The citizen sector creating social and economic value
A chance meeting at HardyGroup International booth at APAC Forum 2015 in Auckland and follow up conversation by phone after the Forum was the catalyst for an international collaboration in mobilising a community and other stakeholders in ways that would empower everyone.
Following his presentation, I caught up with Forum guest presenter, Professor Anupum Sibal, Group Medical Director of Apollo Hospitals, from India. It was that conversation and the phone call a month later that led to a significant and worthwhile outcome for so many young children that attend the Anganwadis (Kindergartens) in several slums in Ahmedabad.
For the past two years I have travelled to India to assist the work of Manav Sadhna, a not for profit organisation based in Mahatma Gandhi’s Ashram that exists to serve the underprivileged (read my previous article here). Manav Sadhna engages in constructive humanitarian projects that address issues faced by socio–economically neglected and disadvantaged parts of the Indian society.
In the months leading to my departure many people helped by donating clothing, toys, money and providing encouragement. However, it was my conversation with Professor Anupum Sibal when I called to arrange a visit to the Appollo Group, that ultimately led to mobilising a group of three doctors, a co-ordinator and a nurse whose time and skills were provided over several days as we led the project to vaccinate children at the Anganwadis against typhoid. It was a learning curve in collaboration across borders, bureaucracy, government regulation and how companies such as HGI and Appollo can make a difference around the world through living their vision and values and supporting staff to engage in making a personal and positive impact in society.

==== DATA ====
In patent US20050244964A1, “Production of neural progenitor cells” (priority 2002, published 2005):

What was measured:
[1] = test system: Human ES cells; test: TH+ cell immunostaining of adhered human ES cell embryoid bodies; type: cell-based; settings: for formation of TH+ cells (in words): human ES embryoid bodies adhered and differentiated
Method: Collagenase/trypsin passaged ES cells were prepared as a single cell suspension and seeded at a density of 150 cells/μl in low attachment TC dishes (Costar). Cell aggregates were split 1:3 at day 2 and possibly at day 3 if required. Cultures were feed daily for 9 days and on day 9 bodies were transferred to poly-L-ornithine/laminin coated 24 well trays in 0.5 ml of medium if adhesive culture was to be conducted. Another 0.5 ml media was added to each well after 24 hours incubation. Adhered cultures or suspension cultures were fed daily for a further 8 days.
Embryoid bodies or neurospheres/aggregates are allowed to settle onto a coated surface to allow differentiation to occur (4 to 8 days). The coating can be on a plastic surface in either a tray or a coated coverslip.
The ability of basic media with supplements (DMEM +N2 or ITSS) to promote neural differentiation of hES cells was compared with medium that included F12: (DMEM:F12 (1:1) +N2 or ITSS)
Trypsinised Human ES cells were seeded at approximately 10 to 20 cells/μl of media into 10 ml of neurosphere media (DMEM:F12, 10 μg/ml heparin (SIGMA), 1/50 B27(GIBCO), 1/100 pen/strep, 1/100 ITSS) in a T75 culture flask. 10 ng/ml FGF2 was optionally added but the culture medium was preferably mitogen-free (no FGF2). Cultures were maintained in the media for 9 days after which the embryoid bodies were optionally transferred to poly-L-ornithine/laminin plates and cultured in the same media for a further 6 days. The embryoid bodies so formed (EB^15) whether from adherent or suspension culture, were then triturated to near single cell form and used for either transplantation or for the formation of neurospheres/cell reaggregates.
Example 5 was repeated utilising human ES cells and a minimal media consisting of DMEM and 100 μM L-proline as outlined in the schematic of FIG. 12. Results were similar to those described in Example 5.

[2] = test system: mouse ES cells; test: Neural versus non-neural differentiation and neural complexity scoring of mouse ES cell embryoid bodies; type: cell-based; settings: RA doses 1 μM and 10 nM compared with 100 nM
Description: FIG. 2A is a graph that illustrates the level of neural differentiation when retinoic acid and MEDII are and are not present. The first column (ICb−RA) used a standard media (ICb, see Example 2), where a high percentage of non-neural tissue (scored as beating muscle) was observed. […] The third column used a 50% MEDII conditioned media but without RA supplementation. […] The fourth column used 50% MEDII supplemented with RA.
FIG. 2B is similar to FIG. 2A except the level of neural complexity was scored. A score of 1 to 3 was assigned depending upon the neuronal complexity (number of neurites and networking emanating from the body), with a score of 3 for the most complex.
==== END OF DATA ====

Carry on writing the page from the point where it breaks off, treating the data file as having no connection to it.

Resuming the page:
In the slums around Ahmedabad, typhoid is still a major health risk, especially for young children who don’t have immunity to fight the bacteria. With the help of Apollo Hospital and HGI and also supported by Manav Sadhna we were able to successfully vaccinate over 220 children from the ages of 2-6. The contribution made by the Apollo team headed by Dr Vipal and his colleagues was extraordinary. They continually worked with a smile, good humour and professionalism under conditions that were frequently taxing. Their contribution was critical to the success of this project. Making progress in developing countries is a challenging task however, working in partnerships can deliver enhanced results in efforts to shape and change a society for the better.